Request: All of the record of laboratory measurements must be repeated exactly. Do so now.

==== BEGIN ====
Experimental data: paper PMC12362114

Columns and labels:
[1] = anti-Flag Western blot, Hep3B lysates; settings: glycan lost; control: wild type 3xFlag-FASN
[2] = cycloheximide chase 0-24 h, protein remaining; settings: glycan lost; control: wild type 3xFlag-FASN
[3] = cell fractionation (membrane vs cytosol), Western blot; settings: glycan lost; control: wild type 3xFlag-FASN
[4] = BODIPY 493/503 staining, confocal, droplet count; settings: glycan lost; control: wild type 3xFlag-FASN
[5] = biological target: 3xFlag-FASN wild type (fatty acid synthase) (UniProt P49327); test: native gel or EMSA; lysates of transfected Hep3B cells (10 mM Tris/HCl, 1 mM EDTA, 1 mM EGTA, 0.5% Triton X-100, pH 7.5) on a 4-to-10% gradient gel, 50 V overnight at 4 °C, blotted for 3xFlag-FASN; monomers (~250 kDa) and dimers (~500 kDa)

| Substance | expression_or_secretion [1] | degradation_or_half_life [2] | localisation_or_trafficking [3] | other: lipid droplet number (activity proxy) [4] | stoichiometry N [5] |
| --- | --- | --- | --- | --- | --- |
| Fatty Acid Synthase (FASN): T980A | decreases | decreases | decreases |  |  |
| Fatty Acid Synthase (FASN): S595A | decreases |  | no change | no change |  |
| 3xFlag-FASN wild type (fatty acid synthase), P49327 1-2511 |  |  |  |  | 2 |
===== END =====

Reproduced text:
Experimental data: paper PMC12362114

Columns and labels:
[1] = anti-Flag Western blot, Hep3B lysates; settings: glycan lost; control: wild type 3xFlag-FASN
[2] = cycloheximide chase 0-24 h, protein remaining; settings: glycan lost; control: wild type 3xFlag-FASN
[3] = cell fractionation (membrane vs cytosol), Western blot; settings: glycan lost; control: wild type 3xFlag-FASN
[4] = BODIPY 493/503 staining, confocal, droplet count; settings: glycan lost; control: wild type 3xFlag-FASN
[5] = biological target: 3xFlag-FASN wild type (fatty acid synthase) (UniProt P49327); test: native gel or EMSA; lysates of transfected Hep3B cells (10 mM Tris/HCl, 1 mM EDTA, 1 mM EGTA, 0.5% Triton X-100, pH 7.5) on a 4-to-10% gradient gel, 50 V overnight at 4 °C, blotted for 3xFlag-FASN; monomers (~250 kDa) and dimers (~500 kDa)

| Substance | expression_or_secretion [1] | degradation_or_half_life [2] | localisation_or_trafficking [3] | other: lipid droplet number (activity proxy) [4] | stoichiometry N [5] |
| --- | --- | --- | --- | --- | --- |
| Fatty Acid Synthase (FASN): T980A | decreases | decreases | decreases |  |  |
| Fatty Acid Synthase (FASN): S595A | decreases |  | no change | no change |  |
| 3xFlag-FASN wild type (fatty acid synthase), P49327 1-2511 |  |  |  |  | 2 |